Billionaires are flocking here. Picture: iStock
Billionaires are flocking here. Picture: iStock

Billionaires create crypto-utopia

THEY have become super-rich virtually overnight thanks to cryptocurrencies. And now, dozens of entrepreneurs are preparing to move to Puerto Rico to build their version of crypto-utopia, a new "city" that will be their ultimate playground.

After spending more than a year searching for the perfect spot, the businesspeople are selling their homes and cars in California and heading for Old San Juan. The top attraction of the Caribbean island is the ability to avoid paying taxes on their burgeoning fortunes.

There are no federal personal income taxes, no capital gains tax and decent business taxes for Americans in Puerto Rico. It essentially operates its own parallel tax system and is the perfect haven to continue to grow their riches, The New York Times reports.

As a bonus, it's also pretty stunning, with picture perfect beaches and a colourful culture.

More than 3.7 million people call the island home, which shares common defence, stock market, currency and citizenship with the US. Unfortunately it has been plagued with economic issues for years and is currently a staggering $91 billion in debt.

Brock Pierce at the former Children’s Museum in Old San Juan. Picture: Erika P. Rodriguez/The New York Times/Headpress
Brock Pierce at the former Children’s Museum in Old San Juan. Picture: Erika P. Rodriguez/The New York Times/Headpress

The group first saw the opportunity to move in after Hurricane Maria hit last September, leaving widespread destruction in its wake and creating the option of "rebirthing" the region.

Convinced that blockchain - the technology that underpins the notorious bitcoin - could reinvent society, they hope to create a new city where all the money will be virtual.

At first they planned to call it "Puertopia", but after hearing that means "eternal boy playground" in Latin they may change the name to Sol.

The group is headed by Brock Pierce, the director of the Bitcoin Foundation, and co-founder of the start-up block.one, who has around $US6.5 billion ($A8.2 billion) worth of the virtual currency EOS.

Brock Pierce, who is in Puerto Rico.
Brock Pierce, who is in Puerto Rico.

Mr Pierce, 37, a former child actor and professional gamer, landed in Puerto Rico in December and insists the group has grand intentions.

"I'm worried people are going to misinterpret our actions," Mr Pierce said. "That we're just coming to Puerto Rico to dodge taxes."

Instead, he highlights his bid to create a charitable token called ONE with $US1.2 billion ($A1.5 billion) of his own money.

The New York Times shared details of how Mr Pierce, who often sleeps just two hours at night, has a very spiritual presence and was spotted kissing an old man's feet, hugging a tree for 10 minutes and blessing a crystal.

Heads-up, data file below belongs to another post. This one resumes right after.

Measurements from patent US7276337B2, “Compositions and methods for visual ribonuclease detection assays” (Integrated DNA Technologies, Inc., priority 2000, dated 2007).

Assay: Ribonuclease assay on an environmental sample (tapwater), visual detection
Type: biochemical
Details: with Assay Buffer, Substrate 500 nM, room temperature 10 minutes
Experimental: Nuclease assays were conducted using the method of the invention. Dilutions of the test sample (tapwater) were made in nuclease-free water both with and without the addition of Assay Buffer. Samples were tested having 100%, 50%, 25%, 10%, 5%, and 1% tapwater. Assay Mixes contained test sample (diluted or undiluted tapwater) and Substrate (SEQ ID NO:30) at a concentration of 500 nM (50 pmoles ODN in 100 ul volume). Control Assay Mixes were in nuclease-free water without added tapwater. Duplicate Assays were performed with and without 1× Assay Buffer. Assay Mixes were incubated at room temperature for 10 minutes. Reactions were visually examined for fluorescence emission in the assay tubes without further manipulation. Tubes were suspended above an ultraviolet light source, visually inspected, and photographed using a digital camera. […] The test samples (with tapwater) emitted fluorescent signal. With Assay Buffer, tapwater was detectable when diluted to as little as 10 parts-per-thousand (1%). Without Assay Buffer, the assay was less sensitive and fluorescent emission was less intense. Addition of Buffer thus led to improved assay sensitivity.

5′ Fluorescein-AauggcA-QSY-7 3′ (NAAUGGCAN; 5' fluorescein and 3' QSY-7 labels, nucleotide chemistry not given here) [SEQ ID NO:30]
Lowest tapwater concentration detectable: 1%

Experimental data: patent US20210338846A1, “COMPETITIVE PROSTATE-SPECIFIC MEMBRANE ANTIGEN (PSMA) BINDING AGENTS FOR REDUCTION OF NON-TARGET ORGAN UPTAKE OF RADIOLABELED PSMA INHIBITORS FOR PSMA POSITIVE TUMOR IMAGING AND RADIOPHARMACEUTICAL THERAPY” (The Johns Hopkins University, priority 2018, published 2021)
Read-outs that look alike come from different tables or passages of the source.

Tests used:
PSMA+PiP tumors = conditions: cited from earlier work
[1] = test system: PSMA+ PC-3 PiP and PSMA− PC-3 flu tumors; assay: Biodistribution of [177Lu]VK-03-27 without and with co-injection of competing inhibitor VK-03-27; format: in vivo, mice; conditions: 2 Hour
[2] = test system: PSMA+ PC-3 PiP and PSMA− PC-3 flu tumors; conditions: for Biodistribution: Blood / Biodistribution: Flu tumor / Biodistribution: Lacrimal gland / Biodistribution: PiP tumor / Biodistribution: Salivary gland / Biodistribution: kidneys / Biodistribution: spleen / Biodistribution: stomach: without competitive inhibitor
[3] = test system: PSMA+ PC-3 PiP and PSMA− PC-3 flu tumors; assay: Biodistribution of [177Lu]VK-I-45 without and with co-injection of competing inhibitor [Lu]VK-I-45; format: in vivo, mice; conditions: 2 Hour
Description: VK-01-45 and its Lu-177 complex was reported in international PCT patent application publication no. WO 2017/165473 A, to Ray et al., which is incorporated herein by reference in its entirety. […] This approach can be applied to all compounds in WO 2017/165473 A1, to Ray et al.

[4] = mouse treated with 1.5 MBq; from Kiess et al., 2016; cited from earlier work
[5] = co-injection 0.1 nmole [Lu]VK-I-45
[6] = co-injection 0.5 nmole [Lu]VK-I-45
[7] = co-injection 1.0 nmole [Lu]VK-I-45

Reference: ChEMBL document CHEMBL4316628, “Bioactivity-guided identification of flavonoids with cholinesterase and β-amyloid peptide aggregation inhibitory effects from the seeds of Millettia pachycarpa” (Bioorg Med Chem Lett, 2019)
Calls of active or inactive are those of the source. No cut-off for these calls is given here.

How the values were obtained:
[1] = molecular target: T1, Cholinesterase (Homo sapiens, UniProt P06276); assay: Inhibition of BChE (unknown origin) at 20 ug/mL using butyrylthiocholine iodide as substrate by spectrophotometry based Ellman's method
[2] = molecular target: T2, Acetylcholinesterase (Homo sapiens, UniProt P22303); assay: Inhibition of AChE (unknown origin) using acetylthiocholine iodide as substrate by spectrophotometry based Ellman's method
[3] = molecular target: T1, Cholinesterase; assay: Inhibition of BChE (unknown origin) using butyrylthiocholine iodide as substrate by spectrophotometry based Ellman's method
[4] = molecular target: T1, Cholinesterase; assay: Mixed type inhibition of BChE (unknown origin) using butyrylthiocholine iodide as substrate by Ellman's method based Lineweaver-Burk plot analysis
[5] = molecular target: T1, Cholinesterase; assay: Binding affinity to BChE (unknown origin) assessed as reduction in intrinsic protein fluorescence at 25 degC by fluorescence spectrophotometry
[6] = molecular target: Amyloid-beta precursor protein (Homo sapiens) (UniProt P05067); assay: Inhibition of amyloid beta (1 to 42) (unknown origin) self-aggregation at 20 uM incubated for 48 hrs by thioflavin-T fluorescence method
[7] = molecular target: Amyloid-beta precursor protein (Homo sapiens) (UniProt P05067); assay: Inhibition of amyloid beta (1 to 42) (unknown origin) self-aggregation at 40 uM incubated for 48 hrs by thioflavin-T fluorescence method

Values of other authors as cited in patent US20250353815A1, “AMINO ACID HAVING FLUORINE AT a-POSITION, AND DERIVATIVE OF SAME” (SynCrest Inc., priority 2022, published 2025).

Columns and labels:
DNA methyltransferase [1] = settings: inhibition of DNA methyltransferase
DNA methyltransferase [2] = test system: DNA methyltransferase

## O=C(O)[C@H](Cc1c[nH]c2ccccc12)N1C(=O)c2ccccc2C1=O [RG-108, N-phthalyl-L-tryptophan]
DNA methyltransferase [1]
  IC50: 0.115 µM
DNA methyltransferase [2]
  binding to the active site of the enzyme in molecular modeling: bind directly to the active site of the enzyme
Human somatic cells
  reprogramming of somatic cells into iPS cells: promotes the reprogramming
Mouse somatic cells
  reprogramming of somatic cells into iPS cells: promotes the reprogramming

Aerial view of El Morro in Old San Juan, Puerto Rico.
Aerial view of El Morro in Old San Juan, Puerto Rico.

Together those hatching the plan will take over hotels and even a museum and have been discussing whether to buy the Roosevelt Roads Naval Station, which has an adjacent airport. It's an exciting time for the group. It's like they have more money than they know what to do with.

"We're going to make this crypto land," Bryan Larkin, 39, chief technology officer of Blockchain Industries, who has poured about $US2.5 billion ($A3.17 billion) into bitcoin, said.

Reeve Collins, 42, has raised over $US20 million ($A25 million) from his app store for the blockchain, BlockV, also jumped at the chance to join in. The co-founder of Tether, which backs cryptocurrency, he has tokens worth about $US2.6 billion ($A3.3 billion).

Reeve Collins wants to join the crypto utopia.
Reeve Collins wants to join the crypto utopia.

"When Brock said, 'We're moving to Puerto Rico for the taxes and to create this new town,' I said, 'I'm in,'" Mr Collins said. "Sight unseen.

" ... No, I don't want to pay taxes. This is the first time in human history anyone other than kings or governments or gods can create their own money."

The popular Condado beach in San Juan.
The popular Condado beach in San Juan.

Another businessman to make the move to Puerto Rico is Halsey Minor, the founder of CNET and owner of a new blockchain company called Videocoin.

"While it (the hurricane) was really bad for the people of Puerto Rico, in the long term it's a godsend if people look past that. You've never seen an industry catalyse a place like you're going to see here,"

So far, the local government is on board, with the governor set to speak at the blockchain summit conference called Puerto Crypto next month.

However, the move is concerning to some including hedge fund manager Robb Rill, based in Puerto Rico and who runs a social group for those taking advantage of the tax incentives.

"They call me up saying they're going to buy 250,000 acres so they can incorporate their own city, literally start a city in Puerto Rico to have their own crypto world," said Mr Rill. "I can't engage in that."


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